Getty Images Mike Pereira

For Mike Pereira, less is more.

"I would be in takeaway mode," the NFL's former head of officiating said of replays. "I don't want to add anything more. There are enough stops in the game to ruin the flow of the game. If you're sitting in Buffalo in the middle of December in the stands and you get five stops in the game, you get frostbite."

After Further Review Book Cover

In his new book, "After Further Review" – which he says is a one-and-done – Pereira didn't make too many friends, but then, that was never his plan. After guiding readers through his journey from small-town California through a bout with testicular cancer, a divorce, a run as an official in the now defunct Big West and Western Athletic conferences and finally to his 12-year tenure at the NFL's New York headquarters, Pereira walked away from the game with no regrets.

Now Fox Sports' NFL rules expert, Pereira never seriously considered writing a book until reading ex-NFL executive Bill Polian's "The Game Plan."

"It seemed like it would be so difficult and so time-consuming and what am I going to do, throw people under the bus?" he said from his home in Northern California.

"(Writing a book) never had any appeal to me and then one day, literally sitting in the same chair I am sitting in now, I got a piece of mail, and I got a book by Bill Polian and I read his first three chapters and said, 'If he can do this, I can do this.'

"So, I called my agent and I think my agent went into a state of shock. But I thought if I could write some kind of book that would give people a little bit of insight, even if they thought the book was trash, if there was one thing they could learn … then it would be worth it."

For Pereira, whose officiating career spanned parts of three decades, officiating is a passion. He put in two years on the field in the NFL before moving to the Park Avenue office. But even seven years removed from being the NFL's rules czar, he is as passionate about how the game is played as he ever was.

Mike Pereira

Besides speeding up the game, Pereira has a few pet peeves. No. 1 on the list is eliminating the pass-interference rule. He believes the penalty for interference is too severe – and often game-changing – and that pro football would do well to follow the college model (a 15-yard penalty instead of on the spot of the foul).

There appears to be some possibility that Pereira may get his wish. The NFL has often followed rule changes made by the NCAA and the Canadian Football League, including changing the facemask penalty. Pereira says the CFL recently made the pass-interference rule reviewable, and he feels the NFL should consider its own review of the rule.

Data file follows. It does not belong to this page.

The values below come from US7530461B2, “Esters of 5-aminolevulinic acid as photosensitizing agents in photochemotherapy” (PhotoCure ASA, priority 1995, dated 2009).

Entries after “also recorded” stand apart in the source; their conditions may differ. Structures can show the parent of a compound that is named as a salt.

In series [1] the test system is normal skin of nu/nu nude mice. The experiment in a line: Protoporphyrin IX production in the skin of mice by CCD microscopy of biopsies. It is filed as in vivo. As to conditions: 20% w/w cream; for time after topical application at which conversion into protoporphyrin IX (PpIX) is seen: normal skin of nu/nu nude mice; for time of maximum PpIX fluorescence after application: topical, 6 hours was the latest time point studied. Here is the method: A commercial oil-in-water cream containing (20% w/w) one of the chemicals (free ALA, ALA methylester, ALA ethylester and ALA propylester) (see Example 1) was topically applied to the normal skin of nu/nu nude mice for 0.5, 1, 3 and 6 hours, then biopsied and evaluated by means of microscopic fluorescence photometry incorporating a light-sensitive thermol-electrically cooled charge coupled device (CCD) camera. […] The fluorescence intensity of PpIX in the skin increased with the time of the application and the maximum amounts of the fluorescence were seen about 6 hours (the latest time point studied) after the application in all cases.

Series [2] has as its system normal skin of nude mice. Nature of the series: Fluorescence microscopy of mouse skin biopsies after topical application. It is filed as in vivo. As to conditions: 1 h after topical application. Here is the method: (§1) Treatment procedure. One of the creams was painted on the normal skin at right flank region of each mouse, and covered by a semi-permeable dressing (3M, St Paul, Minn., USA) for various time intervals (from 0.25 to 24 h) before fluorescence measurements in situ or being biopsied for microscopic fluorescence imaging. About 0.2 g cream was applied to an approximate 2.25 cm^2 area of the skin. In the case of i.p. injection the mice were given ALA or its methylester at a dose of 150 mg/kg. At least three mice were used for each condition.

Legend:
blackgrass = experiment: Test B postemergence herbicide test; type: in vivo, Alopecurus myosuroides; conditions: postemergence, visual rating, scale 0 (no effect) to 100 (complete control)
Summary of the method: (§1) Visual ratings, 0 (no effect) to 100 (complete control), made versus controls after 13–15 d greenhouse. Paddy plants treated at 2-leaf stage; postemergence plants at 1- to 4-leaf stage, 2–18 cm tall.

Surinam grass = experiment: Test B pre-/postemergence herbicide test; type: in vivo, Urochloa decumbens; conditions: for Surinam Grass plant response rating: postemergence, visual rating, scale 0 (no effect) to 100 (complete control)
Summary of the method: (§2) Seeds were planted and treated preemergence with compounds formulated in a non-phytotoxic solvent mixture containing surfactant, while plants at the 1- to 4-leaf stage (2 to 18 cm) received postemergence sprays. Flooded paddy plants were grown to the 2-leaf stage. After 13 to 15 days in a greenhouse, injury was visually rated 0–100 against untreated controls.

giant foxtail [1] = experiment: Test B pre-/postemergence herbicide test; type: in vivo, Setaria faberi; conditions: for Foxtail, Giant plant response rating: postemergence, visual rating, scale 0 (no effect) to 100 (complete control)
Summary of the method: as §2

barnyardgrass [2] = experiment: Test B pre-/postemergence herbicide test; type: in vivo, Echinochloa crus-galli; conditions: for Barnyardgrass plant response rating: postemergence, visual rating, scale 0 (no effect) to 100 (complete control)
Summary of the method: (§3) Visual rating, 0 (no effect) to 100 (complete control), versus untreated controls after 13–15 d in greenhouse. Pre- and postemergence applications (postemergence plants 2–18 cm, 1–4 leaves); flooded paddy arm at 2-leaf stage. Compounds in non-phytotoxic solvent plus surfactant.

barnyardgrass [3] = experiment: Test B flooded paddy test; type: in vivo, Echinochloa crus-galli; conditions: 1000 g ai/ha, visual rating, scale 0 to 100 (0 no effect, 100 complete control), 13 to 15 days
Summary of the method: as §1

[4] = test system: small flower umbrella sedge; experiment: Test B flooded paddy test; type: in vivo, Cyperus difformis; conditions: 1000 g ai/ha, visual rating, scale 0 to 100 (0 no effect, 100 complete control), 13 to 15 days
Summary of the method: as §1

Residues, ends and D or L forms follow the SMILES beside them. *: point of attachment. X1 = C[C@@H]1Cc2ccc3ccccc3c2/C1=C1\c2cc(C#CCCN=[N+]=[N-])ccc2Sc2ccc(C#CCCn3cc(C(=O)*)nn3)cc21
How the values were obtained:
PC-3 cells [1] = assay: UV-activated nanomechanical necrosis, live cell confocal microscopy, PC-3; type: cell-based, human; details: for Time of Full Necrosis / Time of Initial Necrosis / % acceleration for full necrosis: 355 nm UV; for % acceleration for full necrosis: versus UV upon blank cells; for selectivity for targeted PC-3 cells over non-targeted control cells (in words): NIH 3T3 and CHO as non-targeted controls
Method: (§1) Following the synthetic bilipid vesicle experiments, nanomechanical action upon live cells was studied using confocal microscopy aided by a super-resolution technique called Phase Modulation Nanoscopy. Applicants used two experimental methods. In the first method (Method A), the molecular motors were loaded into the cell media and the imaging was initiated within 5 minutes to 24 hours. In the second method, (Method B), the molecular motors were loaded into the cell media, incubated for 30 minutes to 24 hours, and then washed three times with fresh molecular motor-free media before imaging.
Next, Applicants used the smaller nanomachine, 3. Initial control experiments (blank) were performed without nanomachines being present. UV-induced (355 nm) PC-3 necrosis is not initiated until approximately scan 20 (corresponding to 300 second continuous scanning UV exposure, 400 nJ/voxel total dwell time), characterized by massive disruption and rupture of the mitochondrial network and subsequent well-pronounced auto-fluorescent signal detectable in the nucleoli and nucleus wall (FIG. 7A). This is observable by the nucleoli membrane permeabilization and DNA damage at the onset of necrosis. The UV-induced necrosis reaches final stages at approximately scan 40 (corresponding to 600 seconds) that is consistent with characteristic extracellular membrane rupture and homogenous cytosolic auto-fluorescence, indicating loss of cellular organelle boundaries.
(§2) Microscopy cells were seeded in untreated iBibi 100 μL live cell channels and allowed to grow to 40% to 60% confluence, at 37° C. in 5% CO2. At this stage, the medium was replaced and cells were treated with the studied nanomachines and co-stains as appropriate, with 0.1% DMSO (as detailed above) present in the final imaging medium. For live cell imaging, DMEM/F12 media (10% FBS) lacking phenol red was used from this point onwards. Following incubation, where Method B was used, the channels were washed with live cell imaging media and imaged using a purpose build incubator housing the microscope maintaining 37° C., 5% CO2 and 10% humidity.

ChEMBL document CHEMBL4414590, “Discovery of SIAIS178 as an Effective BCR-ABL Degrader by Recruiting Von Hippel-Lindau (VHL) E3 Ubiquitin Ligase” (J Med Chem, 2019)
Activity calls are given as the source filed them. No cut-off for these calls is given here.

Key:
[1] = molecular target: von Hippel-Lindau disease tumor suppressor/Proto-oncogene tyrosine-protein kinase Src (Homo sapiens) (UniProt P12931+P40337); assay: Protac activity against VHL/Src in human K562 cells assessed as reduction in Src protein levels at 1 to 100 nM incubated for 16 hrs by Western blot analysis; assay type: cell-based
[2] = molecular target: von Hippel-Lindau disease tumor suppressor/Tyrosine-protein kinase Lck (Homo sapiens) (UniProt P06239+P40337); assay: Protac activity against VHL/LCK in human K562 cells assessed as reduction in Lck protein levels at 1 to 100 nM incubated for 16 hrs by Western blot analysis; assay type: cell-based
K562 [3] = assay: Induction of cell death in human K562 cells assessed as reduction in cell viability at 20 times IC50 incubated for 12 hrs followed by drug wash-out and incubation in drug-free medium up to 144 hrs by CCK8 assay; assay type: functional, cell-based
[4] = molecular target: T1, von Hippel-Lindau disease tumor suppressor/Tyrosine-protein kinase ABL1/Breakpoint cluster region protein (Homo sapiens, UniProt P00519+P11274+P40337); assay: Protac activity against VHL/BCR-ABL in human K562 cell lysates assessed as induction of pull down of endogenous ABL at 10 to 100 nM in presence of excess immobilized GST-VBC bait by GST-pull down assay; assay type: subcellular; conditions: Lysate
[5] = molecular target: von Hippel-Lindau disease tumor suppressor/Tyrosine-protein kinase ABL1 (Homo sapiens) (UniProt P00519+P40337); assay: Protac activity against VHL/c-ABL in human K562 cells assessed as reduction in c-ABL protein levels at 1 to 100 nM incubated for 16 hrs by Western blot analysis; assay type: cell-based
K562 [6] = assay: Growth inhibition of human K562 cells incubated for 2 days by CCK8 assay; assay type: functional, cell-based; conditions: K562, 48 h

While properly implementing the rules was certainly a key part of Pereira's job with the NFL, he was also fiercely loyal to his fellow officials and was more than willing to take a hit – literally (in the book, he claims that now-NFL commissioner Roger Goodell shoved him once during a heated argument over how to handle discipline of an official) – to defend the game.

But while football and officiating are, admittedly, Pereira's passion, after 14 years with the league, most of it spent living apart from his family, enough was enough.

"There's really a 10-year shelf life for the administrative position for officials in the NFL because you don't make friends in that job," he said. "I could see myself beginning to slow down in terms of knowledge of the rules and I wanted to come home."

Read Excerpt: Mike Pereira Riffs On Bill Belichick And Jon Gruden

Pereira doesn't miss the 80-hour workweeks, but other than that, he truly enjoyed the job and his time in New York. His position with Fox Sports keeps him engaged with the game, but allows him more time with his wife in his hometown of Sacramento, where he used to co-own a silk-screening shop with his parents. The business provided an income stream that allowed him to pursue officiating, which isn't even a full-time job in the NFL (though it does pay well enough, provides insurance and a pension).

He's also been able to invest his time in affecting change. This year, Pereira started "Battlefields to Ballfields," a foundation that helps military veterans get started on a second career in officiating.

Mike Pereira

"Lots of these vets don't want to be thanked (for their service), they just want to be on another team," Pereira said. "We've started a pilot program in Los Angeles this fall."

At 66 years old, Pereira is still having a ball. Though he commutes to L.A. for his Fox Sports gig and has started the foundation, he now has time for a life – including golf, fishing and travel.

"Basically for Fox, I work weekends and one other day doing stats stuff, after that I get six-and-a-half months off," he said. "That's the beautiful part. It's hard to beat my life at this point."

-- After Further Review: My Life Including the Infamous, Controversial, and Unforgettable Calls That Changed the NFL by Mike Pereira With Rick Jaffe is published by Triumph Books. Available for purchase from the publisher, Amazon, Barnes & Noble and iTunes. Follow Mike Pereira on Twitter @MikePereira. Follow Rick Jaffe on Twitter @rjaffe1.

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